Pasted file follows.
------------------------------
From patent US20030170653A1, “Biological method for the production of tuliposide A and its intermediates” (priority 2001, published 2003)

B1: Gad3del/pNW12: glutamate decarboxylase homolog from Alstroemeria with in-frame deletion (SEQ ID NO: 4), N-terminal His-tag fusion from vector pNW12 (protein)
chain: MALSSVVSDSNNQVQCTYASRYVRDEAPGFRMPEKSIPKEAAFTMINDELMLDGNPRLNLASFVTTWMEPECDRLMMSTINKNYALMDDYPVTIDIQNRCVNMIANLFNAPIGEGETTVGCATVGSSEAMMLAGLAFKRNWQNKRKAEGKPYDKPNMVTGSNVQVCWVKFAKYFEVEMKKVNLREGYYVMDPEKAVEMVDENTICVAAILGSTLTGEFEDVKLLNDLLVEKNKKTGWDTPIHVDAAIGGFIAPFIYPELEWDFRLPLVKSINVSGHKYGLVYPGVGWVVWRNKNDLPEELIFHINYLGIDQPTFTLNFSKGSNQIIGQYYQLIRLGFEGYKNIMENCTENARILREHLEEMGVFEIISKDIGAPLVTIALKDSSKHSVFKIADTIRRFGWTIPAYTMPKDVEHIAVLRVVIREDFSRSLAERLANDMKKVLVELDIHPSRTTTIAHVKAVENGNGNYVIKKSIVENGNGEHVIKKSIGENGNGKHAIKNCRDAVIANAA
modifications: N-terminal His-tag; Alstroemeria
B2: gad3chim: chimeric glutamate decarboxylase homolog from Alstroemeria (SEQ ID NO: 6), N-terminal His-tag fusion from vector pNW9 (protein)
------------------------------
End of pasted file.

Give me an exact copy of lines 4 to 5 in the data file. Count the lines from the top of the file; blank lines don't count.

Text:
modifications: N-terminal His-tag; Alstroemeria
B2: gad3chim: chimeric glutamate decarboxylase homolog from Alstroemeria (SEQ ID NO: 6), N-terminal His-tag fusion from vector pNW9 (protein)